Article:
Two more points. First, it’s quite clear that Razib’s post does invoke the “smart women are stupid” stereotype in some, if not most of those who read his post. This is another reason to criticize Razib’s post. While he may not have had that stereotype in mind, either consciously or unconsciously, the fact that his post activates that stereotype in others makes the post irresponsible. But this is not the point that Tara and Zuska are making. They are claiming, quite clearly, that the “smart women are stupid ” stereotype is the one with which Razib himself is operating. Since it’s obvious to many that he’s not operating with that stereotype (based on what Razib actually said), but with orthogonal gender stereotypes, arguing that Razib himself is using it again makes it difficult to effectively criticize what’s actually wrong with his post. Any criticism of those stereotypes will get completely lost in the shuffle, as the remarks of even Razib’s defenders clearly shows (as far as I can tell, only one commenter has actually criticized Razib for saying something other than “attractive women are stupid,” and none of his defenders have said anything about the other stereotypes he invokes).

Second, most of Razib readers are probably pretty bright. He writes about stuff that you have to be smart to get, much less enjoy reading about. This means that it’s likely still possible to convince those of his readers who see nothing wrong with his short little post about the “hot” science fiction fan that there are many things wrong with it, despite the fact that some of Razib’s critics have lost the rhetorical high ground. But to do so, it will be necessary to drop the non sequitur critiques of Razib’s posts, and start criticizing what’s actually there right now.

Oh, and one more thing. Simulating racism, even as a form of satire, is not a good rhetorical move, unless what you’re going for is the sense that those criticizing what Razib has said are as creepy, or creepier, than Razib.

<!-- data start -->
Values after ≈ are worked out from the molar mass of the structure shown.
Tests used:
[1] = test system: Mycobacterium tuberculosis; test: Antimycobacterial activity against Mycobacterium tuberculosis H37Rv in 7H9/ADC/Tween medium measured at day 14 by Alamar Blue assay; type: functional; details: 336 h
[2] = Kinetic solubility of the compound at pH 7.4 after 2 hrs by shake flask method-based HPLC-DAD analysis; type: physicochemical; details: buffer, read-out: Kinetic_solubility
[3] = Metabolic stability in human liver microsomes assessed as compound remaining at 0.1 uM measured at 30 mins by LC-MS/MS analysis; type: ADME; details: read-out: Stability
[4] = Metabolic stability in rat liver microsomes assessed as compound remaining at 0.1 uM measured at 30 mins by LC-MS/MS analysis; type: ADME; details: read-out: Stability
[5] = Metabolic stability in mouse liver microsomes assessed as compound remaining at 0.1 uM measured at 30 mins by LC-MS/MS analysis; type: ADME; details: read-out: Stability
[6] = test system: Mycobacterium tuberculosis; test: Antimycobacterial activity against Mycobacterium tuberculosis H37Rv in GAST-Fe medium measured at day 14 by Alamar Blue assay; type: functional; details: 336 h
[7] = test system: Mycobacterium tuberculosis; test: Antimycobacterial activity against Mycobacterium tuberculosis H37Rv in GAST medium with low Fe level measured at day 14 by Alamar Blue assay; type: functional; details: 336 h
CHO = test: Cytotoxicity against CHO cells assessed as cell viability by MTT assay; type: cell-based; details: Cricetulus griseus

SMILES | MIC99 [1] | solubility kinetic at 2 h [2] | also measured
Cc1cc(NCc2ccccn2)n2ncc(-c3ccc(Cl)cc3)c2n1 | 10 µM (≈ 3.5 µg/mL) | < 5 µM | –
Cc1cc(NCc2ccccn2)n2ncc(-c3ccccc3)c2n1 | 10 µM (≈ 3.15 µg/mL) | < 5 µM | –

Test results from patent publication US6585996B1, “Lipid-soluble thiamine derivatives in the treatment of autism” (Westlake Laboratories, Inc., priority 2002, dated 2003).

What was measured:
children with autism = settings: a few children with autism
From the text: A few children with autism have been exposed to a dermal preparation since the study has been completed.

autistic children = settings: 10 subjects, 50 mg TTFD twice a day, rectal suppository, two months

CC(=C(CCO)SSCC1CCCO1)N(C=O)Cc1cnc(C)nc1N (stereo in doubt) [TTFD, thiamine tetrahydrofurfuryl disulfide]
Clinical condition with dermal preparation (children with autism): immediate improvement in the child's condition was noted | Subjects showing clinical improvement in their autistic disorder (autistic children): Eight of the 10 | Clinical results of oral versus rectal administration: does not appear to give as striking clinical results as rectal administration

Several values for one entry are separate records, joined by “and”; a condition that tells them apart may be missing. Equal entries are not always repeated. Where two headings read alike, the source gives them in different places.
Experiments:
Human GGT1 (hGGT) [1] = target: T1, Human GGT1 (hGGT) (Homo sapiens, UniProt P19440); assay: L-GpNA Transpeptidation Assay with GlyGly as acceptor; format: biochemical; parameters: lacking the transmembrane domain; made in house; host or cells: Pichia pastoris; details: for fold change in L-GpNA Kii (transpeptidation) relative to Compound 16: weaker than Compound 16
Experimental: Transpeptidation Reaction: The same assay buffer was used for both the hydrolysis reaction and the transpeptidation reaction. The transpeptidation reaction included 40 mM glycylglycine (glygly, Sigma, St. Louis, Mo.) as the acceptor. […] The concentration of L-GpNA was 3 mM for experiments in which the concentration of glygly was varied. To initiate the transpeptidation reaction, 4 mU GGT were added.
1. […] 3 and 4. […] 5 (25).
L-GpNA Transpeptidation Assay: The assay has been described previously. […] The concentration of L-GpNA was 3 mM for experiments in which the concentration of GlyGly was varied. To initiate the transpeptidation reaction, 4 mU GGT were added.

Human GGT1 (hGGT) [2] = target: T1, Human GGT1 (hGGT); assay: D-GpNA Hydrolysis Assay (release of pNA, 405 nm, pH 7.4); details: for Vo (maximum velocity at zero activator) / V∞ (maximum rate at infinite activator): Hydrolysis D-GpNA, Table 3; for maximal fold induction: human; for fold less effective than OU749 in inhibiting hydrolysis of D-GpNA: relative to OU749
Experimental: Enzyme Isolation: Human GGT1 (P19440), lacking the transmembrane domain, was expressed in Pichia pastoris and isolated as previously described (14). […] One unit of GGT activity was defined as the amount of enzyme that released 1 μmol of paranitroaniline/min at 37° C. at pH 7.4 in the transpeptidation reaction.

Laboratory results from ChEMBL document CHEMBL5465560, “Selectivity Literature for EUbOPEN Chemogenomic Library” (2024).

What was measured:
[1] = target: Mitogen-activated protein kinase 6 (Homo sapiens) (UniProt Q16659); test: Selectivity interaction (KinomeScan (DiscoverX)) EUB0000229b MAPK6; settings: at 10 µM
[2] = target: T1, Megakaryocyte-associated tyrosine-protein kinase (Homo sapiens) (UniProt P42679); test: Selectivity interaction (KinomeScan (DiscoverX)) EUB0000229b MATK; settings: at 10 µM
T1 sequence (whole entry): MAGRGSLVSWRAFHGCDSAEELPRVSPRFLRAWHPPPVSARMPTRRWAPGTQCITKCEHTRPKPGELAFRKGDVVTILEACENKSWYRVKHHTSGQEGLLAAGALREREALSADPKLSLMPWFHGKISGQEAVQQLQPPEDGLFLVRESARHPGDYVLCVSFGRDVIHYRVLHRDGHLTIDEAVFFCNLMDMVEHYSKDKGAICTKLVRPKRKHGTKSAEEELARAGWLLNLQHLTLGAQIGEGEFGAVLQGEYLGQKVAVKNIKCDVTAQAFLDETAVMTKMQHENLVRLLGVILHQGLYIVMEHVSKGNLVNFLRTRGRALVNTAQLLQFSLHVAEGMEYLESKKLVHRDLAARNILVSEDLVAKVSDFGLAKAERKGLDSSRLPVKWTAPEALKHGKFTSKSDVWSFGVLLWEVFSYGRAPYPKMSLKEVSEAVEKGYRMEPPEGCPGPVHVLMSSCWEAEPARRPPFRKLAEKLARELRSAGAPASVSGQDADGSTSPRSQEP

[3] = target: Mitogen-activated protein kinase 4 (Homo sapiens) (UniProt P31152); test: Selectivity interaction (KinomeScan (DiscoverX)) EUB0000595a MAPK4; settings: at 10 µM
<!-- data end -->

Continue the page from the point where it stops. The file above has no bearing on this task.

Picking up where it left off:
Comments

  1. #1 Byrne Hobart
    December 20, 2006

    Seeing an extraordinarily smart and extraordinarily attractive person is still a surprise, even if there’s no correlation between appearance and smarts: if that’s the case, only about 1% of people are in the top 10% for both intelligence and appearance, and since extremes are more remarkable than averages, you’d expect someone who noticed to, well, remark.

    Also, people (rightly) emphasize their best features: it’s rare to notice someone who’s reasonably smart and really attractive because they’ll draw attention to their extraordinary looks instead of their above-average brains. Someone who appears attractive and still emphasizes her nerdier qualities is either a) Even smarter than she is good-looking, or b) An independent thinker, both of which are probably attractive traits.

  2. #2 Chris
    December 20, 2006

    I suppose that’s true. Both very smart and very attractive people are rare, so the combination will be rare. That was the point that Richard made at Sharp Blue. But this post is about moving the discussion away from attractiveness and intelligence, because I think that discussion detracts from the discussion of the real problems with Razib’s post.

  3. #3 Tara C. Smith
    December 20, 2006